- Nanoveu's (NVU) antiviral technology has completed independent testing against a coronavirus strain which is infectious to humans and is a known cause of the common cold
- The testing by Bioscience Laboratories found that the technology eradicated 99.99 per cent of the OC43 coronavirus strain within 30 minutes
- It follows another independent test completed in Singapore that found the technology killed 90 per cent of MHV-A59 particles, a coronavirus strain emerging in mice
- Testing was conducted ahead of the company's submission for Class I Medical Device approval from the Therapeutic Goods Administration (TGA), which is required to sell Nanosheild antiviral phone protectors in Australia
- The results will also be incorporated into Nanoveu's application to the U.S. Environmental Protection Agency
- Nanaoveu shares are trading almost 50 per cent higher, they're currently selling for 12.5 cents each
Nanoveu's (NVU) antiviral technology, used in its Nanosheild phone case and cover, has completed independent testing.
The technology contains copper oxide nanoparticles, which damage the protective covering of vires and eventually causing them to die.
The latest round of independent testing was completed by Bioscience Laboratories at their facilities in Montana and found that the technology eradicated 99.99 per cent of the OC43 coronavirus strain within 30 minutes.
This betacoronavirus strain is infectious to humans and is a known cause of the common cold. A solution containing the strain was spread thinly over a film containing the antiviral technology and half an hour later there were almost no viable and infectious particles left.
These results follow on from an independent test completed by the National University of Singapore's Departement of Microbiology and Immunology which found the technology to be effective against another betacoronavirus strain.
The research institute found that the antiviral smartphone screen and cover prototype eradicated 90 per cent of MHV-A59 particles within 10 minutes. This is a coronavirus strain emerging in mice that is considered a surrogate for human coronaviruses.
The latest testing by Bioscience Laboratories, however, was conducted on a strain of the coronavirus known to be infectious to humans which Nanoveu Executive Chairman and CEO Alfred Chong said makes the results even more compelling.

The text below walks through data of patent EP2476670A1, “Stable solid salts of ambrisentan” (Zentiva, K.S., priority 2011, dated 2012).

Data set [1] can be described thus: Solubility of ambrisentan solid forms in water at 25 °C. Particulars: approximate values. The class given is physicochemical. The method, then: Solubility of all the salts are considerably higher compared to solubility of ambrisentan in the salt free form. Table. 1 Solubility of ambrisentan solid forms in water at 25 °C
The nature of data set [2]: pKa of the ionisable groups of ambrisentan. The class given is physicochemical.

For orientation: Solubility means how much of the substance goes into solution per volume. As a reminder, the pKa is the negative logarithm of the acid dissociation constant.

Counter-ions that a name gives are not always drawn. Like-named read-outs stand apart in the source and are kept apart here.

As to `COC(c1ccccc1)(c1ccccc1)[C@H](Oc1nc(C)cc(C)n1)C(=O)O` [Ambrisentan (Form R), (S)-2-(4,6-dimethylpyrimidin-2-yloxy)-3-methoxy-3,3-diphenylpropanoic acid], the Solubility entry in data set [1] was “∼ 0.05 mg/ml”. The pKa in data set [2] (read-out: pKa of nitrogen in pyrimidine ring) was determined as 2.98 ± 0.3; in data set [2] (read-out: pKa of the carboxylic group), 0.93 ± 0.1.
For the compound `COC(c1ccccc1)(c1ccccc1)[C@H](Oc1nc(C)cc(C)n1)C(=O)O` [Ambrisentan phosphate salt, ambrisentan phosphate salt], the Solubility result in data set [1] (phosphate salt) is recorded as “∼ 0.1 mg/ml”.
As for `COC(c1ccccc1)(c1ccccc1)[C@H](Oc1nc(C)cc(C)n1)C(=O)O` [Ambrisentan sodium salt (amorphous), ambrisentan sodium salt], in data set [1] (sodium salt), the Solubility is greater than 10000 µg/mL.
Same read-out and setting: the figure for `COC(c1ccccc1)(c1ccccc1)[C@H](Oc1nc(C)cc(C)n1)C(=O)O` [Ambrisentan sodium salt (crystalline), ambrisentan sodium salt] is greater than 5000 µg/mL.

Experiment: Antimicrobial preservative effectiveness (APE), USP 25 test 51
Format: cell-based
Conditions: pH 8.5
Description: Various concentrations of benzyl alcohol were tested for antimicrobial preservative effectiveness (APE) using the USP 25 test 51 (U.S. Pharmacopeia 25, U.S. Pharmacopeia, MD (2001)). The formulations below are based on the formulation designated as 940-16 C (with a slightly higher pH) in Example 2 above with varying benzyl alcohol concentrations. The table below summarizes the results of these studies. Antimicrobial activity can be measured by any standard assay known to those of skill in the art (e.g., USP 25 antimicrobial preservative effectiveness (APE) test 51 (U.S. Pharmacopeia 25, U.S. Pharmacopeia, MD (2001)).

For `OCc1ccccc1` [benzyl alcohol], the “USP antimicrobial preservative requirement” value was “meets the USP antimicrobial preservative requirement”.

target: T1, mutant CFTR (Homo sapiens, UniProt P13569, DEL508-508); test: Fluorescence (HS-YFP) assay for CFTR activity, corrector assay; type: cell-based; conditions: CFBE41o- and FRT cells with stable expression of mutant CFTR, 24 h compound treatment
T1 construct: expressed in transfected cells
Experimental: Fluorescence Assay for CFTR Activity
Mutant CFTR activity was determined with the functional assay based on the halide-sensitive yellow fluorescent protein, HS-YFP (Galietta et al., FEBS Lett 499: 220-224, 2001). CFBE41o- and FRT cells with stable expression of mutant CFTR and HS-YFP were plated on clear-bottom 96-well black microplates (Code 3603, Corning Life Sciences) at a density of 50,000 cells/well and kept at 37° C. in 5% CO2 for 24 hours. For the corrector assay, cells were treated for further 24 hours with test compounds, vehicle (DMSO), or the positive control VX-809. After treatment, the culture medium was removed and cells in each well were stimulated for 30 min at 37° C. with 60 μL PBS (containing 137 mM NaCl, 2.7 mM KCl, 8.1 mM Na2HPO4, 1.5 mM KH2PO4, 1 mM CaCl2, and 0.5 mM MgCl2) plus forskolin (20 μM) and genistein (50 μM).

“It is particularly pleasing to see that the antiviral technology is not only proven as an effective agent at killing certain strands of coronaviruses, but is highly successful at killing viruses capable of infecting humans," Alfred stated.
“Given the strong public health focus on COVID-19, these test results represent fantastic news for Nanoveu as well as to the broader population and I am proud to say we are another step closer to providing safer devices for all digital screen users,” he added.
Nanoveu will now be able to use the results from testing of the technology against betacoronaviruses which are infectious to humans or animals in its submission to the Australian Therapeutics Goods Administration for Class I Medical Device status.
This certification is part of the permitting required for the product to be sold in the country and has a two-day approval period.
Additionally, Nanoveu has begun its application to the Environmental Protection Agency for approval to sell its antiviral products in the U.S., a process that is expected to take nine weeks.
Following the test results, Nanoveu has restated that it expects the products to be available in the second or third quarter of 2020.
Nanaoveau's share price has risen 47.1 per cent to 12.5 cents per share at 2:00 pm AEDT.